Al-Ahram Weekly   Al-Ahram Weekly
2 - 8 December 1999
Issue No. 458
Published in Cairo by AL-AHRAM established in 1875 Issues navigation Current Issue Previous Issue Back Issues

Front Page

Humbert Humbert goes to Russia

By Mohamed El-Assyouti

The Barber of Siberia (France-Russia 1998)

Nikita Mikhalkov's Le Barbier de Siberia (The Barber of Siberia, 1998) is a remarkably executed production despite flaws in the script and direction. Received coolly at Cannes, the film nonetheless showcases Mikhalkov's extravagant flair for period atmosphere.

Using fin de siècle political upheavals as an allegory for their contemporary counterparts, and then foregrounding a love story among them, is problematic: can merging Anna Karenina with Titanic ever really work?

The film's narrator Jane Callahan (Julia Ormond), writing a letter to her son in 1905 America, flashbacks into 1885 Russia where young cadet Andrei Tolstoy (Oleg Menshikov) is thrown into her train compartment as she is reading Anna Karenina. She is an American who is "ignorant of Russia" but who comes to know it as the events of the film progress.

Over three hours, Mikhalkov's film boasts a ball; a military pledge of loyalty to the Tsar; a duel; the uniquely Russian festivities of Forgiveness Day; a comic proposal scene; a romantic love scene; an opera performance in which Tolstoy plays Figaro; an affair climaxing in misunderstanding; a heart-breaking farewell-at-the-train-station scene; a Godzilla-like chase of villagers through a Siberian forest cross cut with another nostalgic parting; and a finale in which a 1905 drill sergeant announces to his soldiers from atop a cliff that Mozart is a great composer.

Besides contrasting the fading cultural wealth of 19th century Europe with the degeneracy of the contemporary scene, the film parallels the corruption of Russia's ruling class who grant Douglas McCracken, the greedy American entrepreneur -- disappointingly performed by Richard Harris -- permission to butcher the Siberian forests with his Jurassic machine, the Barber of Siberia of the title, with the tragedy of the two unlikely lovers, Jane and Tolstoy. Jane, the initially whorish American businesswoman, rescues McCracken's business by successfully pretending to be his daughter and seducing the Russian officials, and then marries him while Tolstoy, who sacrifices his career to demonstrate his jealousy over Jane, is imprisoned then exiled to a remote Siberian village.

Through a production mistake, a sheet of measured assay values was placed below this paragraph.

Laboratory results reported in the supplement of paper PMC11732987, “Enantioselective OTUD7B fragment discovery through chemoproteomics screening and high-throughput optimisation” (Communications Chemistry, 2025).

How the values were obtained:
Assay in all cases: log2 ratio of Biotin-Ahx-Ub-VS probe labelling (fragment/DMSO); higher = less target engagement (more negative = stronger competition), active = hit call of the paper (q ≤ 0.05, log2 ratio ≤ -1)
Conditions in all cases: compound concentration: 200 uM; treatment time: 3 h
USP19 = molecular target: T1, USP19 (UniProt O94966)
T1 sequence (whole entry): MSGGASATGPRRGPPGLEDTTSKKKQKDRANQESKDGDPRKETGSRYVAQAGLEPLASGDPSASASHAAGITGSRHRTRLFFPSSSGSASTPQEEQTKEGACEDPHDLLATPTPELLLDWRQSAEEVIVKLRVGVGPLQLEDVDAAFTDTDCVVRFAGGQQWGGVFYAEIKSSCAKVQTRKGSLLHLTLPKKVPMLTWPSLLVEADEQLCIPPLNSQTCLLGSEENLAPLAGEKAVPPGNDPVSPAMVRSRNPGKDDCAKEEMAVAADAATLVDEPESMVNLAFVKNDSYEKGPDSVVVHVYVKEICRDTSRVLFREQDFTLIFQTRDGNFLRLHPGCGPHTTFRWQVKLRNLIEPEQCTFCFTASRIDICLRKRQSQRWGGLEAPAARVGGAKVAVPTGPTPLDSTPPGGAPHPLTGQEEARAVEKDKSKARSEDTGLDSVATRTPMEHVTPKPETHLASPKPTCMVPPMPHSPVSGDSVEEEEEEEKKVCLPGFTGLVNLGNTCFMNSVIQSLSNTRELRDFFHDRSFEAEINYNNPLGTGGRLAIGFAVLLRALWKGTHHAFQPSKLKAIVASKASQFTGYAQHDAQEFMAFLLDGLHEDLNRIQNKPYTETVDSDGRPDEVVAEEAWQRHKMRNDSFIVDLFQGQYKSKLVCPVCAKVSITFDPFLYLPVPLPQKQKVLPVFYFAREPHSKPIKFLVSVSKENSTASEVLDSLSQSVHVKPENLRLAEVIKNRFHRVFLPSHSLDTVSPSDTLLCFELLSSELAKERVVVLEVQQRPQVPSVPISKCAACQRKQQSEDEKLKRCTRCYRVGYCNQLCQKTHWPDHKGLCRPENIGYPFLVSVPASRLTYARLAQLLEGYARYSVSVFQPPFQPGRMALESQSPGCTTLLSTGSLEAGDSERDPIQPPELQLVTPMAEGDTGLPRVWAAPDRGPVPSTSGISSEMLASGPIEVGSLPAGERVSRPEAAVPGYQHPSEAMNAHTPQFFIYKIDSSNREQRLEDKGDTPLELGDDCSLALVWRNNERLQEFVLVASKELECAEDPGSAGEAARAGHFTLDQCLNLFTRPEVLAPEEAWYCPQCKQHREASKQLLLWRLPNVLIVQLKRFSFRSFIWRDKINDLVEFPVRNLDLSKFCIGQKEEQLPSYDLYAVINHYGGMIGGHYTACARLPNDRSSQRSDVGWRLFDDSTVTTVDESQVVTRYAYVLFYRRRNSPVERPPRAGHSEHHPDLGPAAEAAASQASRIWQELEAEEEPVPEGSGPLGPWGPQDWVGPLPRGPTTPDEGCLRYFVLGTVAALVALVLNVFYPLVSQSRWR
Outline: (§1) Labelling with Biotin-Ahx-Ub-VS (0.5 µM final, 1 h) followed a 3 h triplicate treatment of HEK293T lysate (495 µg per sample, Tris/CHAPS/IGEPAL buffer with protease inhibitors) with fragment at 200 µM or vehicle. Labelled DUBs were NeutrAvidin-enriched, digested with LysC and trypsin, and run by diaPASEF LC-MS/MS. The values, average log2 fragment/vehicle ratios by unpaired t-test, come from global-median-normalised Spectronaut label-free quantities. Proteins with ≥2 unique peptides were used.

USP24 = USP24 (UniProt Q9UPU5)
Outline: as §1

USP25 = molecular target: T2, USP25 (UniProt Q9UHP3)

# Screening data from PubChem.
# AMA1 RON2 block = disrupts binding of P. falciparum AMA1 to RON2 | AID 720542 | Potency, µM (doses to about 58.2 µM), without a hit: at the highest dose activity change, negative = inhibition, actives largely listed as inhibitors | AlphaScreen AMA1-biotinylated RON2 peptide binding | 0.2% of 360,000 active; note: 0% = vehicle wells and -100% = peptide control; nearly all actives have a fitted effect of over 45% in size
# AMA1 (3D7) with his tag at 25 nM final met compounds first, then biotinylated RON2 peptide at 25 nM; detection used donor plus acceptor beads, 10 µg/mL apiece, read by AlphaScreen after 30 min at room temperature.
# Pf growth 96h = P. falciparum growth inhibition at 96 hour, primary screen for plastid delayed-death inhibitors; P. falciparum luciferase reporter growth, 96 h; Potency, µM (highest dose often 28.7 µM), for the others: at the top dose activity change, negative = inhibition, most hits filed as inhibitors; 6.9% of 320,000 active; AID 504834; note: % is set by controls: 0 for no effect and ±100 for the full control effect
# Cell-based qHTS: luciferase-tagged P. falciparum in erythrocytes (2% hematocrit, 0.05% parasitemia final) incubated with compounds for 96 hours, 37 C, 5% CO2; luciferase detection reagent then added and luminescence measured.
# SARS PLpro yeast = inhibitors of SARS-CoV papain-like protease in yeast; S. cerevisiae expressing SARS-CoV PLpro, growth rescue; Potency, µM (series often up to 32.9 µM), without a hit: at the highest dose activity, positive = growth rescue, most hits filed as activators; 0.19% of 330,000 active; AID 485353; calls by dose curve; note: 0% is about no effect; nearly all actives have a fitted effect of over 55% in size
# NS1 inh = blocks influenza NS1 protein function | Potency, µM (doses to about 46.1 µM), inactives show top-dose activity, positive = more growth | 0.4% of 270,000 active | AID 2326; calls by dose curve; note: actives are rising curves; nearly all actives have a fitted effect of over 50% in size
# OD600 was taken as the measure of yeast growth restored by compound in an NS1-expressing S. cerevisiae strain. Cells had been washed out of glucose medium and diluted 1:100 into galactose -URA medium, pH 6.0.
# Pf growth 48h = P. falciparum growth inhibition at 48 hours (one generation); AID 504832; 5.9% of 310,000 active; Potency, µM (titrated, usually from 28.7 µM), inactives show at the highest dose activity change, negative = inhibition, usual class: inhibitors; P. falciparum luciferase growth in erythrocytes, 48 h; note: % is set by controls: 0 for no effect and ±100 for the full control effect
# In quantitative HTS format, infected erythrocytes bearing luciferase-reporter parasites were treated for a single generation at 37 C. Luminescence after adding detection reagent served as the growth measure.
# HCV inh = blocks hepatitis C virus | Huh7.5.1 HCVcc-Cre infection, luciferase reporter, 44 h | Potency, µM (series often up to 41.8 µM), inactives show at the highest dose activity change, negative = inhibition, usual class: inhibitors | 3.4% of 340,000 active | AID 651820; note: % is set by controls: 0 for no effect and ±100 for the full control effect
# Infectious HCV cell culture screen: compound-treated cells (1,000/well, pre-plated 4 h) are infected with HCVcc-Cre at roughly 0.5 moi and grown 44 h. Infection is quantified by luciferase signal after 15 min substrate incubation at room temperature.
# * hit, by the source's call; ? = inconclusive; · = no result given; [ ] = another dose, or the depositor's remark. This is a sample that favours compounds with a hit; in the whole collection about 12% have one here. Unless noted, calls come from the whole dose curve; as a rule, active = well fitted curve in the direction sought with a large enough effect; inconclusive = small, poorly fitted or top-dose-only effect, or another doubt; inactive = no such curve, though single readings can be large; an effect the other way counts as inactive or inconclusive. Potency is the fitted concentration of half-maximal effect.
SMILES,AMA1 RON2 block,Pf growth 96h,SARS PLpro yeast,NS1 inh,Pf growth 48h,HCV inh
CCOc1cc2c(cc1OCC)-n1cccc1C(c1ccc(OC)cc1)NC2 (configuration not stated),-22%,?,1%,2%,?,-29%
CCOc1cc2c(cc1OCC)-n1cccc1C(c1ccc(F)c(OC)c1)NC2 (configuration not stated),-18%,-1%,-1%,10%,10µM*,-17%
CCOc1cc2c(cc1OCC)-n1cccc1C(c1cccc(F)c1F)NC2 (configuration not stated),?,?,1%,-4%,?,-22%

This extravagant orchestration of the turn-of-the century novelistic romance, scripted by Mikhalkov together with Rustam Ibragimbekov, unfortunately contains terrible performances by miscast actors. Was the English language really so popular in 19th century Russia? Even the prison guard is Anglicised. The thank-you-message-delivered finale strikes an equally wrong note. The film's chief merits, however, lie in its luxurious production, lavish in real crowds scenes, which computer graphics have made obsolete, and Mikhalkov's distinguished visual sense.

The Barber of Siberia's 1885 Forgiveness Day celebration, top; Abel 'l'ogre' Tiffauges ( John Malkovich), middle; Besieged Shandurai Mpidge (Thandie Newton), left; Siberia's lover Andrei Tolstoy (Oleg Menshikov), right
Der Unhold (The Ogre, Germany-France-UK 1996)

Premiered at the Venice Film Festival 1996, Volker Schlöndorff's stylised version of Michel Tournier's novel Le roi des aulnes was only released earlier this year. It centres around Abel Tiffauges (John Malkovich), a Frenchman who likes children and seeks "to protect them from grown ups".

Abel was brought up in a Jesuit orphanage. About to be punished for some infringement of the rules, he wishes for the orphanage to burn down, and it does. His belief, though, that all he has to do for something to happen is to wish it, becomes frustrated.

He tries to change the fact that children fear him, and even call him an ogre, befriending a little girl and driving her from school everyday. She, though, tells the police that he hurt her and on the basis of this false molestation charge he is sent to serve in the French army.

Taken prisoner, he befriends his Nazi captors, becoming their faithful servant and is rewarded by being sent to work at Kaltenbom castle, a military training camp where he volunteers to recruit children into what he thinks is an infallible educational and physical training programme though it turns out to be a feeding system for an insatiable war machine.

Through his eyes we see the common-ground between the French and German characters, though the excesses of the latter prove their eventual undoing.

While the French officers kill Abel's pigeons to eat them, a marvellously detailed sequence shows the German field martial Hermann Goering (Volker Spengler) hunting dozens of stags, deer and foxes. The latter dresses in a coat of fur, has a voracious appetite and can only calm himself when upset by dipping his hands into huge bowls of precious jewellry.

In the castle Malkovich witnesses the clashes between the racist scientist professor Blaettchen (Dieter Laser) who believes "it is all in the genes", the enthusiastic young SS officer Raufeisen (Heino Ferch) who considers training the decisive factor and whose belief in the Führer is absolute, and the elderly Count von Kaltenborn (Armin Mueller-Stahl) who collaborates in a doomed conspiracy against Nazi rule.